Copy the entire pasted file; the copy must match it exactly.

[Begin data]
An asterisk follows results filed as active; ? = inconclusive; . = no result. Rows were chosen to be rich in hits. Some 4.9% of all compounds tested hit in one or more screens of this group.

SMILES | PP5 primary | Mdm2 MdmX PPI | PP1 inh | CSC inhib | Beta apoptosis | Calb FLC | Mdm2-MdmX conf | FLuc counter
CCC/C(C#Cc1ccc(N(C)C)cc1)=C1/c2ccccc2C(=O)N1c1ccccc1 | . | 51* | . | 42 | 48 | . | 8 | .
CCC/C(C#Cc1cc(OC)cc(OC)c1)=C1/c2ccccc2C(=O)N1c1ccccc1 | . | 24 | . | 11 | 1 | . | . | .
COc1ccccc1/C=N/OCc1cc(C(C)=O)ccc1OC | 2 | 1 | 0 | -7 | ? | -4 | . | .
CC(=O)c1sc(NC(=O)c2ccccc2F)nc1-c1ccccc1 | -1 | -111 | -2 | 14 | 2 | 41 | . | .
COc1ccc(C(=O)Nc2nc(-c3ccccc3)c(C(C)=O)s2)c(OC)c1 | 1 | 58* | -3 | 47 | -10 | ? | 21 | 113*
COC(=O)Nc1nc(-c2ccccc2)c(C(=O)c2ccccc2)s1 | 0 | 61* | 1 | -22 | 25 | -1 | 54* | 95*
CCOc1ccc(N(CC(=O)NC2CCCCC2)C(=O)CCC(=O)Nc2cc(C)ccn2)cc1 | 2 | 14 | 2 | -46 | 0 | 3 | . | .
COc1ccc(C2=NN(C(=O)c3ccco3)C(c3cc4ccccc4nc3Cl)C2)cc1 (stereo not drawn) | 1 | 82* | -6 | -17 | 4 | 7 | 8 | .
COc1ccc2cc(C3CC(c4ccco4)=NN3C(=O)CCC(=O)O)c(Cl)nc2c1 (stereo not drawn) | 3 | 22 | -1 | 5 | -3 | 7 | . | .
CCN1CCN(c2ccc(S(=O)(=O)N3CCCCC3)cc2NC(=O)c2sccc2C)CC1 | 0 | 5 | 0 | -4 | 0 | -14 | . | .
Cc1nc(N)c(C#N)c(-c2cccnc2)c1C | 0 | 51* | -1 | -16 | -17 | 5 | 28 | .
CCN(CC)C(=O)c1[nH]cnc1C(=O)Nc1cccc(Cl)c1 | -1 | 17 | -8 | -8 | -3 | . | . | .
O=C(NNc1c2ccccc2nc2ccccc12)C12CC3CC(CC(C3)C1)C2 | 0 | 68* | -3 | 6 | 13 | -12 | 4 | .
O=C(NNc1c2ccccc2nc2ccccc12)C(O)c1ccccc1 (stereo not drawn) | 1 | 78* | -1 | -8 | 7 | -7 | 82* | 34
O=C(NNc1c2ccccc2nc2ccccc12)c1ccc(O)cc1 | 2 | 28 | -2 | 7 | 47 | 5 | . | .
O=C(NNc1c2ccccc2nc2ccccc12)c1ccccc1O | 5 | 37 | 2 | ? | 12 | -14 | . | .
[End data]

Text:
An asterisk follows results filed as active; ? = inconclusive; . = no result. Rows were chosen to be rich in hits. Some 4.9% of all compounds tested hit in one or more screens of this group.

SMILES | PP5 primary | Mdm2 MdmX PPI | PP1 inh | CSC inhib | Beta apoptosis | Calb FLC | Mdm2-MdmX conf | FLuc counter
CCC/C(C#Cc1ccc(N(C)C)cc1)=C1/c2ccccc2C(=O)N1c1ccccc1 | . | 51* | . | 42 | 48 | . | 8 | .
CCC/C(C#Cc1cc(OC)cc(OC)c1)=C1/c2ccccc2C(=O)N1c1ccccc1 | . | 24 | . | 11 | 1 | . | . | .
COc1ccccc1/C=N/OCc1cc(C(C)=O)ccc1OC | 2 | 1 | 0 | -7 | ? | -4 | . | .
CC(=O)c1sc(NC(=O)c2ccccc2F)nc1-c1ccccc1 | -1 | -111 | -2 | 14 | 2 | 41 | . | .
COc1ccc(C(=O)Nc2nc(-c3ccccc3)c(C(C)=O)s2)c(OC)c1 | 1 | 58* | -3 | 47 | -10 | ? | 21 | 113*
COC(=O)Nc1nc(-c2ccccc2)c(C(=O)c2ccccc2)s1 | 0 | 61* | 1 | -22 | 25 | -1 | 54* | 95*
CCOc1ccc(N(CC(=O)NC2CCCCC2)C(=O)CCC(=O)Nc2cc(C)ccn2)cc1 | 2 | 14 | 2 | -46 | 0 | 3 | . | .
COc1ccc(C2=NN(C(=O)c3ccco3)C(c3cc4ccccc4nc3Cl)C2)cc1 (stereo not drawn) | 1 | 82* | -6 | -17 | 4 | 7 | 8 | .
COc1ccc2cc(C3CC(c4ccco4)=NN3C(=O)CCC(=O)O)c(Cl)nc2c1 (stereo not drawn) | 3 | 22 | -1 | 5 | -3 | 7 | . | .
CCN1CCN(c2ccc(S(=O)(=O)N3CCCCC3)cc2NC(=O)c2sccc2C)CC1 | 0 | 5 | 0 | -4 | 0 | -14 | . | .
Cc1nc(N)c(C#N)c(-c2cccnc2)c1C | 0 | 51* | -1 | -16 | -17 | 5 | 28 | .
CCN(CC)C(=O)c1[nH]cnc1C(=O)Nc1cccc(Cl)c1 | -1 | 17 | -8 | -8 | -3 | . | . | .
O=C(NNc1c2ccccc2nc2ccccc12)C12CC3CC(CC(C3)C1)C2 | 0 | 68* | -3 | 6 | 13 | -12 | 4 | .
O=C(NNc1c2ccccc2nc2ccccc12)C(O)c1ccccc1 (stereo not drawn) | 1 | 78* | -1 | -8 | 7 | -7 | 82* | 34
O=C(NNc1c2ccccc2nc2ccccc12)c1ccc(O)cc1 | 2 | 28 | -2 | 7 | 47 | 5 | . | .
O=C(NNc1c2ccccc2nc2ccccc12)c1ccccc1O | 5 | 37 | 2 | ? | 12 | -14 | . | .